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To help suffering birds.

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Photo illustration of a coyote with crosshairs over her face

WARNING: This page contains graphic content. On a Sunday evening in June, camo-clad men chat and laugh by pickups next to a restaurant near Billings, Montana. There is a faint but unmistakable odor of decay coming from a large trash bin across the parking lot—the just-weighed bodies of 29 coyotes...

Article
White tiger in a cage at a traveling circus

The white Bengal tiger paces back and forth, back and forth in a squat cage on the edge of the show ring. The cage is little longer than the tiger's body. The clock ticks down to the start of three scheduled performances at this fair in Pennsylvania. Potted palms and wooden masks decorate the ring...

Article

Glue boards (also known as glue traps) might seem like a safe solution to ridding your home of uninvited guests of the crawling, flying or scurrying sort, but they are one of the cruelest.

Resource

Help keep wild animals where they belong—in the wild—and out of zoos and circuses.

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Thanks to widespread pet vaccinations, effective post-exposure treatment and the relative rarity of undetected bites by rabid animals, the number of human deaths from rabies in the United States caused has declined to an average of only one or two per year—far less than the number of human...

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Snakes instill a deep-rooted fear in many people that few other animals can match. Even other animals seem to put them in a special category; many wild animals recognize snakes as threatening, and some birds and monkeys even have special vocalizations for sounding an alarm when a snake is seen. But...

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Adapted from the book Wild Neighbors

With their distinctive honks and propensity to graze on roadside grass, Canada geese are among the most ubiquitous of our wild neighbors.

Animal

Solitary creatures who prefer to be left alone, snakes have a bad reputation that doesn’t match their behavior.

Animal
Bear and her cubs in the wild

Grizzly bears began arriving in northwestern Montana’s Blackfoot Valley in the late 1990s. Their population in surrounding mountains multiplied and gradually spread out, coming down from higher elevations into the green pastures of cattle country to search for food, returning to habitat bears had...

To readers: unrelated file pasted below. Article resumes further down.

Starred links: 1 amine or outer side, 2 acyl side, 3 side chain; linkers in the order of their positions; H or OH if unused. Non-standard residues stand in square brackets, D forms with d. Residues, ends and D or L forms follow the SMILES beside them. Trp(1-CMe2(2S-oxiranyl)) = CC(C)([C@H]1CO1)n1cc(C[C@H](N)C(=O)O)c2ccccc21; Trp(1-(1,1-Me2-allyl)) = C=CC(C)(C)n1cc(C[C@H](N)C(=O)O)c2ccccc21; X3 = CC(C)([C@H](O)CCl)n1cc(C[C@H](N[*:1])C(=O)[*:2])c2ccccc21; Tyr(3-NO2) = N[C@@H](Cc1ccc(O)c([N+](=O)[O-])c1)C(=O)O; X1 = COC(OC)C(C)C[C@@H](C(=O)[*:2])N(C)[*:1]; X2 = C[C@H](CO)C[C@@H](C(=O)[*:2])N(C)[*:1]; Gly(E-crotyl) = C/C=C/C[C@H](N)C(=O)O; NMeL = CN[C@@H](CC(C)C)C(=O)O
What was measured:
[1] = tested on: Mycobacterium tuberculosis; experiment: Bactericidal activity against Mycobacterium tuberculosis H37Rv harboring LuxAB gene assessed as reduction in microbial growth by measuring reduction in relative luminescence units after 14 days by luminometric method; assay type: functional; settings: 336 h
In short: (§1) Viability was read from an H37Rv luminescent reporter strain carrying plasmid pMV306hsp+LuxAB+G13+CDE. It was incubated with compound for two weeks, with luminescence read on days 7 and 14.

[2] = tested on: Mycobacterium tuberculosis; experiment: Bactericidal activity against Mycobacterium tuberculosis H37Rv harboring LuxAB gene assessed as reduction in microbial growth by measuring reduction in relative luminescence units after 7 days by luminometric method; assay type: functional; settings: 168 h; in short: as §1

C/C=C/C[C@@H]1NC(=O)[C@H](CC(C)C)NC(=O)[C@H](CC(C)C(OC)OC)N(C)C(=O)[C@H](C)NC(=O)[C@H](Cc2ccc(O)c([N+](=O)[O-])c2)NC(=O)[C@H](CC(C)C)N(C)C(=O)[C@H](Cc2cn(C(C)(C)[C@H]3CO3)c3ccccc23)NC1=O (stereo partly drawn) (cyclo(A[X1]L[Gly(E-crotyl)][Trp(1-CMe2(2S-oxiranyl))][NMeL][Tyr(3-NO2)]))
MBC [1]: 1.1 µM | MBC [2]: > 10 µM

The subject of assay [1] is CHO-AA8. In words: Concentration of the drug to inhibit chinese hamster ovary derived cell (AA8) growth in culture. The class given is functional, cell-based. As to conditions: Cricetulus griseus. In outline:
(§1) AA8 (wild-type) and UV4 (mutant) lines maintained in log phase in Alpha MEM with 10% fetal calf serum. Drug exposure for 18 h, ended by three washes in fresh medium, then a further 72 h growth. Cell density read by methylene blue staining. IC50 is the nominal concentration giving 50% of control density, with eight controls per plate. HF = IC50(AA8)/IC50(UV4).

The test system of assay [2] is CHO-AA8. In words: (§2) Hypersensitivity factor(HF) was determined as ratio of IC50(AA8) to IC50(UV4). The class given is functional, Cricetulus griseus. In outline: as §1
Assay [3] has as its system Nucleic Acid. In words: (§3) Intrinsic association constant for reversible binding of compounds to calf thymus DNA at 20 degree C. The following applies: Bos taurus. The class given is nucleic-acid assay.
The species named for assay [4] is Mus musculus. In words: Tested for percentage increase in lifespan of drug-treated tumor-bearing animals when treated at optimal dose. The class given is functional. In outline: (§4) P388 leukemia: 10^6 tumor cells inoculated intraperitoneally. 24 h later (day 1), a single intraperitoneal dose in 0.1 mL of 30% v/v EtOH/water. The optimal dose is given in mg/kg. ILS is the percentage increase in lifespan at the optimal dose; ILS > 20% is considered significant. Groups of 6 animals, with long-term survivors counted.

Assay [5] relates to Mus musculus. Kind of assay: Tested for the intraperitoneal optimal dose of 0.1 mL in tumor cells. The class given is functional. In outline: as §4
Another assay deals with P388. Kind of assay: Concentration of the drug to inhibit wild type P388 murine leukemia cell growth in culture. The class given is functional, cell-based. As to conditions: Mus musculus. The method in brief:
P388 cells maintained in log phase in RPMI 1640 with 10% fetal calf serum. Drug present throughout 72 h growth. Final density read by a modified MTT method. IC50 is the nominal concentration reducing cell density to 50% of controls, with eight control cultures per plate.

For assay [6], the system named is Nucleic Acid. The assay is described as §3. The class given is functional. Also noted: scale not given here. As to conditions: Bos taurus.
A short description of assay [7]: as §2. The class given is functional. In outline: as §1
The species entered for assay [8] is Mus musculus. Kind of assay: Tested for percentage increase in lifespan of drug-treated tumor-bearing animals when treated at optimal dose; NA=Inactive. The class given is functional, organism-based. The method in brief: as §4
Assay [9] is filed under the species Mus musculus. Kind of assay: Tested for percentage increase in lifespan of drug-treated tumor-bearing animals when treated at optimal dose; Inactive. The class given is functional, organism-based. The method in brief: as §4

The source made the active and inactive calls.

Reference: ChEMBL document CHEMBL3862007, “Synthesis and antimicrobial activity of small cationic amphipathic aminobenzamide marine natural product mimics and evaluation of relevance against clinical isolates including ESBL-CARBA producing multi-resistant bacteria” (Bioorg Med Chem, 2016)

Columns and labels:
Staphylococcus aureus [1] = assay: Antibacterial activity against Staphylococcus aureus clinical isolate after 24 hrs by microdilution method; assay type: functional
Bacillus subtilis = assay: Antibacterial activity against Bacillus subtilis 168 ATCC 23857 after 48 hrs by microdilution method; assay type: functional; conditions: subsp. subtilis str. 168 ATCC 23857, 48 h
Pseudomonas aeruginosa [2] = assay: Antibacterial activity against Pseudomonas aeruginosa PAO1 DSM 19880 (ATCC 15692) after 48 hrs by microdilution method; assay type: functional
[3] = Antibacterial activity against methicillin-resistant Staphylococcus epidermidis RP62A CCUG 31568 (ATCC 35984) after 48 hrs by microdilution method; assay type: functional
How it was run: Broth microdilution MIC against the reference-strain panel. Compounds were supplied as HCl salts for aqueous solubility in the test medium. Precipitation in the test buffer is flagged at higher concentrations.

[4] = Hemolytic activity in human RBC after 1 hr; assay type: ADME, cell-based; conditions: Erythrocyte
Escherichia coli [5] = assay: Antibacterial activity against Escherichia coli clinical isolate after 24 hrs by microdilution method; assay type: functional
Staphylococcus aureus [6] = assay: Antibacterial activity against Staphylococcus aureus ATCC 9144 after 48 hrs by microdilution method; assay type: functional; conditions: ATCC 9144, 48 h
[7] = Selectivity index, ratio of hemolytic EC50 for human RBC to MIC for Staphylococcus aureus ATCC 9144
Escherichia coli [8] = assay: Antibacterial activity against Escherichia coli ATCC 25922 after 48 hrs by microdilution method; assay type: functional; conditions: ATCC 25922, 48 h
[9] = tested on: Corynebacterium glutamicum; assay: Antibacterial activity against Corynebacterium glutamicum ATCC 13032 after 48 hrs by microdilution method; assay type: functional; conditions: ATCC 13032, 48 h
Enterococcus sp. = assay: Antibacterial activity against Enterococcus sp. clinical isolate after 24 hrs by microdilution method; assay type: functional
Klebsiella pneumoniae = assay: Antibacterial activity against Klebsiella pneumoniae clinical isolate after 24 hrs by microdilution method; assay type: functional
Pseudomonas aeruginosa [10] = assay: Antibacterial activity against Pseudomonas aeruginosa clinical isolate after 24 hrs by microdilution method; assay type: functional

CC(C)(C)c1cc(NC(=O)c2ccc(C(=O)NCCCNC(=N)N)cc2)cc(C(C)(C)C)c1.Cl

Article

Every day, more and more wildlife habitat is lost to the spread of development. Give a little back by building your own humane backyard! It doesn't matter whether you have a small apartment balcony, a townhouse with a sliver of ground, a suburban yard, a sprawling corporate property or a community...

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Foxes are omnivores, hunting very small animals and scavenging in cities and towns where freely available pet food and garbage can make life easier. It’s not unusual for a fox to be seen out and about during the day. Foxes are afraid of people and will usually run away when they detect your presence...

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Adapted from the book Wild Neighbors

If a coyote is in your neighborhood If you spot a coyote in your neighborhood, relax: Most coyotes avoid people. “Seeing a coyote out during the day is not a cause for alarm, especially in the spring and summer when they’re looking for food for their pups,” says Lynsey White, HSUS director of humane...

Resource
Fawn sitting in the grass.

The woman on the phone was anxious but determined. She was calling City Wildlife, a rescue and rehabilitation center in Washington, D.C., because her dog had dug up a rabbit nest and killed three of the babies. There was one survivor. “I’m going to get some kitten formula and start feeding it...

Article

Coyotes generally avoid people. But if you encounter coyotes who have adapted to urban environments, hazing techniques can teach them to keep away.

Resource

Why are there so many rabbits in my neighborhood? There are several species of wild rabbits—most are Eastern cottontail rabbits—who live across most of North America. Cottontails like to live at the edges of open areas. In fact, they are rarely found in dense forests or open grassland. This love of...

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Adapted from the book Wild Neighbors

WASHINGTON—The U.S. House of Representatives just passed the Big Cat Public Safety Act (H.R. 263) by a vote of 278 to 134. The bill would prohibit keeping tigers, lions and other big cat species as pets, and ban direct public contact like cub petting. Sponsored and championed by Rep. Michael Quigley...

Press Release

Coyotes generally avoid humans, even when their home range encompasses largely urban or suburban habitat. However, the presence of a free buffet in the form of pet food or garbage can lure coyotes into suburban yards and create the impression that backyards are bountiful feeding areas. Without the...

Resource
Wild Neighbors (Adapted from the book)

WASHINGTON—A majestic lion named Mopane was allegedly killed by an American hunter outside of Hwange National Park in Zimbabwe last week. Mopane’s death has sparked international outcry with details surrounding his killing similar to those of Cecil the lion, slaughtered in 2015 in the same area...

Press Release

Together, we can learn how to peacefully coexist with wild animals and support their natural habitats.

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